The Life of an Amateur-Producer

Kyle Stephens (above) dreams of being on stage one day
Photo courtesy of Kyle Stephens

The raised-eyebrow and the “That’s a bit ambitious” comments have only pushed Kyle Stephens closer to fulfilling his dreams in theatre.

The 19-year-old amateur-producer and performer’s love for theatre and the stage began when he saw the Moscow Circus at 8-years-old.

“Once I was older, I started investigating and looking into how it all happened,” he said. “I said then, ‘I want to be able to do this’.”

Since then, Stephens has worked to build his experience as a performer and producer for his shows.

“I’m part of the technical staff at Kings Street Theatre,” he said, adding that he has helped orchestrate numerous high school musicals.

While Stephens sees himself on stage in the future, it is his forte for lighting design that plants him behind the scenes as producer.

A 2011 graduate of Newtown Performing Arts High School, he admits that was where his passion for lighting and sound was invoked.

“I was taught […] nothing just happens,” he said.

“There’s always a process that creates the magic.”

Stephens broke into the business earlier this year with his own theatre company, Kore Productions.

Stephens knew creating his own company was the only choice.

“The only way I was going to be able to put on the productions I wanted to see done was by making my own theatre company,” he said.

Stephens sees himself splitting his time between producing and acting in future Kore Productions shows.

“I definitely want to play a part, but I wouldn’t be the main role,” he said, joking that, as the company owner, it would be biased.

“My real passion is to be on stage.”
Photo courtesy of Kyle Stephens

When not working on a show, Stephens studies classical music at the Australian Institute of Music.

“I am a singer. And I study [opera] singing.”

Kore Productions recently finished its first show, Keating! The Musical, this year.

Stephens called the first production “a big success”.

While Stephens felt very much the amateur, he realised first-hand experience is always the best approach.

“The most important way to learn is on the job,” he said.

“You have to make mistakes in order to learn something.”

Kore Productions is managed by Stephens with the help of two co-directors, Samara Kinney and Alvin Mak.

“Those two are like the glue that holds me together!” Stephens laughed.

Samara Kinney, co-director of Kore Productions, believes Stephens has the attitude and drive to succeed in his dreams.

“Young people with ambitions should be encouraged,” she said.

“Someone who has a dream of what they want to do should never be shot down.”

However Ms Kinney says Stephens must maintain a support system if the company is to survive.

“A company can’t function if the person at the top isn’t rational enough to make the right decisions.”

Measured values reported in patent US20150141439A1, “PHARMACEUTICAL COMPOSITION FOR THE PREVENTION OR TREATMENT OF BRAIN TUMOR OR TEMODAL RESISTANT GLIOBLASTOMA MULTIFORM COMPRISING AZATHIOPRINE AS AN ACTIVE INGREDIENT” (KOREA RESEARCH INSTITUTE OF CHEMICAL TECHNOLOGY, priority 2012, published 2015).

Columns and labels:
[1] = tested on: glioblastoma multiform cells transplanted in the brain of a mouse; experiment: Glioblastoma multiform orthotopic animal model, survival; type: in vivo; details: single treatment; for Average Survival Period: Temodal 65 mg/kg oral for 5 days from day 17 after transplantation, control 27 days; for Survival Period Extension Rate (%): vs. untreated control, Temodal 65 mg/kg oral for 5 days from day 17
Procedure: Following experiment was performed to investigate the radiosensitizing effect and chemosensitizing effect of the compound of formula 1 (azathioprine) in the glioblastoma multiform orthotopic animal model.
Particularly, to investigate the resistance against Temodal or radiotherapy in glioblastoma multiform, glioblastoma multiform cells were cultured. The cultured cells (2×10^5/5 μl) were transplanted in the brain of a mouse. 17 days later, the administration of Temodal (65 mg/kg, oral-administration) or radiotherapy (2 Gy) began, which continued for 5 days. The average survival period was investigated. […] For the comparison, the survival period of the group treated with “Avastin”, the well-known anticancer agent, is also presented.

Regardless, Ms Kinney is sure there is a place for Kore Productions in the theatre world.

“Amateur theatre is a seriously underestimated situation.”

Keating! is only the beginning for Kyle Stephens as he tries to make a name for himself.
Photo courtesy of Kyle Stephens

“[But] eventually Kore Productions will be a company that springboards from amateur into professional.”

Stephens would love to extend his success to other theatre-enthusiasts who join Kore Productions.

“I’d love to have a group of regulars who audition,” he said.

“We could turn them into ‘Kore’ famous.”

Stephens hasn’t let negativity keep him from achieving his goals.

A number of people were unsure the teenager could pull Keating! The Musical off successfully.

“I went out to prove them wrong,” he said.

“And I have.”

While Stephens has a long journey before him, no-one can doubt the young man will continue to make his way up in the theatre business.


Theatre Enthusiasts to be Kore Famous

(Above) The cast of Keating! The Musical
Photo courtesy of Kyle Stephens.

Theatre-fanatic Kyle Stephens went on a steep learning curve running his theatre company, Kore Productions, following the success of its first musical.

The 19-year-old from Eagle-Vale started Kore Productions this year from his love of theatre and a vision of where it will take him.

“The only way I was going to be able to put on the productions I wanted to see done was by making my own theatre company,” he said.

A bumpy road for Kore Productions’ first show, Keating! The Musical, has been a great learning experience for the amateur-producer.

“I learnt all the things I shouldn’t do with producing,” he joked, adding that the best way to learn is on the job.

“Especially in theatre […] you have to make mistakes in order to learn something.”

The 2011 graduate of Newtown Performing Arts High School splits his time between studying at the Australian Institute of Music and working at Kings Street Theatre.

“I’m really into the productions side of things,” he said.

“But my real passion is to actually be on stage for the productions I put on.”

If Stephens takes anything from his first experience producing, he says it will be his management of money.

“Budgeting is the most important thing,” he said. “You have to know how much everything is going to cost before you go into

“Keating was the musical that Kore Productions had to have.”
Photo courtesy of Kyle Stephens


Stephens plans to release a Kore Productions magazine three times a year to not only build publicity for the company, but raise money.

Julian Kelijian, audio director for Kore Productions, believes Stephens has what it takes to keep the company alive and growing.

“He has the ambition and the support of a lot of helpful people,” said Julian.

“He wants to establish a name for the company. He wants to be known in the industry.”

Stephens would love to see a flow of regulars for Kore Productions auditions to turn them into stars.

“They can become ‘Kore’ famous,” he said.

Stephens envisions it will take up to two years to build a steady fan base of the company.

Kore Productions will put on its second show, Zombie Prom, in March 2013.

The New Face of Youth Culture